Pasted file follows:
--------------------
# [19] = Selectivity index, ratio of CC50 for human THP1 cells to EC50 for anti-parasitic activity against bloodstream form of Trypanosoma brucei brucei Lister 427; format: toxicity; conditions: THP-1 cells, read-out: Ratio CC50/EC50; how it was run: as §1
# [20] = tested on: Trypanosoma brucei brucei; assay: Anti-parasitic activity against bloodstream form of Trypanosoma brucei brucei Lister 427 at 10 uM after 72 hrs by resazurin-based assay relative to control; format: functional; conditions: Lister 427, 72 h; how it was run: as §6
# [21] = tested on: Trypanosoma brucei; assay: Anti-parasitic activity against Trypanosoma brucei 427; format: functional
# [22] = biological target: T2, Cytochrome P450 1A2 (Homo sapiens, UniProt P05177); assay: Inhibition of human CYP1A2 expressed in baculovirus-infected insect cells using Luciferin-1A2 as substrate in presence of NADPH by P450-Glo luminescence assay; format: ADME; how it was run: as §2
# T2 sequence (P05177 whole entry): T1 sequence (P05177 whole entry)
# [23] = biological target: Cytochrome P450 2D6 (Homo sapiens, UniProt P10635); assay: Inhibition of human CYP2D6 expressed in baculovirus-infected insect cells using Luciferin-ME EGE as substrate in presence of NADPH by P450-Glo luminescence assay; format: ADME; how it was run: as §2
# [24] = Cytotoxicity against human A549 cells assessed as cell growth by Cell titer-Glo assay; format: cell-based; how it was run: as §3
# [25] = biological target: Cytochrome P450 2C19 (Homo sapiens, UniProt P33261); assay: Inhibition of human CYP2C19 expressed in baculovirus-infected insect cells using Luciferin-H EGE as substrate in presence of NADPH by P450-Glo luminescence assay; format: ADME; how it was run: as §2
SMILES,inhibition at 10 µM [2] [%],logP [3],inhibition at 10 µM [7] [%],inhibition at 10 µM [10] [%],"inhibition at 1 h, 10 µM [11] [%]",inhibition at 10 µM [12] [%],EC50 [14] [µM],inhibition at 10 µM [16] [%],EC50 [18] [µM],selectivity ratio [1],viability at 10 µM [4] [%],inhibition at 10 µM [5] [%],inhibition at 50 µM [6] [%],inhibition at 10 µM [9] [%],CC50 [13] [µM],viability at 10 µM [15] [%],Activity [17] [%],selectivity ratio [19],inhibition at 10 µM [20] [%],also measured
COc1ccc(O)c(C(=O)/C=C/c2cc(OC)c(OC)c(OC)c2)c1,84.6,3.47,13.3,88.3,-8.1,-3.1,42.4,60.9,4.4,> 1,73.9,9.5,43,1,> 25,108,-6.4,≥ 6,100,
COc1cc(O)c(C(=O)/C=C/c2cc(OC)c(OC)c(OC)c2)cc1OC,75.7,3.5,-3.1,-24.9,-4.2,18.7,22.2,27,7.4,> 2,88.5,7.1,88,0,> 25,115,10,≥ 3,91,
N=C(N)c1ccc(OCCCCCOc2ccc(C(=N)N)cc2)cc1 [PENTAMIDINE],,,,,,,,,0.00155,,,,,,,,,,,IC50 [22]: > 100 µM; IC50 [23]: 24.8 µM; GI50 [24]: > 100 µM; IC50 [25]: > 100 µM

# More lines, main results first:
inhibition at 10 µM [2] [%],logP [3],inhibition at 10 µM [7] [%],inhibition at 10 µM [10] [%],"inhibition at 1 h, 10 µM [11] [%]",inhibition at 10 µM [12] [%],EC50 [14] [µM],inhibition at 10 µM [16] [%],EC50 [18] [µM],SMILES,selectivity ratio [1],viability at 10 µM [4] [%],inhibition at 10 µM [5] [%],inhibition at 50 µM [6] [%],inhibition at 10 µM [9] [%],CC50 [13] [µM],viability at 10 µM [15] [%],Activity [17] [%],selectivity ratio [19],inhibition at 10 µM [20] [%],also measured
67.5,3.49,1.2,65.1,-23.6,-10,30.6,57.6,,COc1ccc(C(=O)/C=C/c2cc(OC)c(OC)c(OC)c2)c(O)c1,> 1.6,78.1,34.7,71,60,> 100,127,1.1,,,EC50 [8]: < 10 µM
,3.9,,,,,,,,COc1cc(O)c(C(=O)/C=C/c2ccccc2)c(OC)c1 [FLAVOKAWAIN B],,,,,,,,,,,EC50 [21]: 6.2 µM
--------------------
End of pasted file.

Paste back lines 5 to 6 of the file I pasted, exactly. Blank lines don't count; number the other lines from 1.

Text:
# T2 sequence (P05177 whole entry): T1 sequence (P05177 whole entry)
# [23] = biological target: Cytochrome P450 2D6 (Homo sapiens, UniProt P10635); assay: Inhibition of human CYP2D6 expressed in baculovirus-infected insect cells using Luciferin-ME EGE as substrate in presence of NADPH by P450-Glo luminescence assay; format: ADME; how it was run: as §2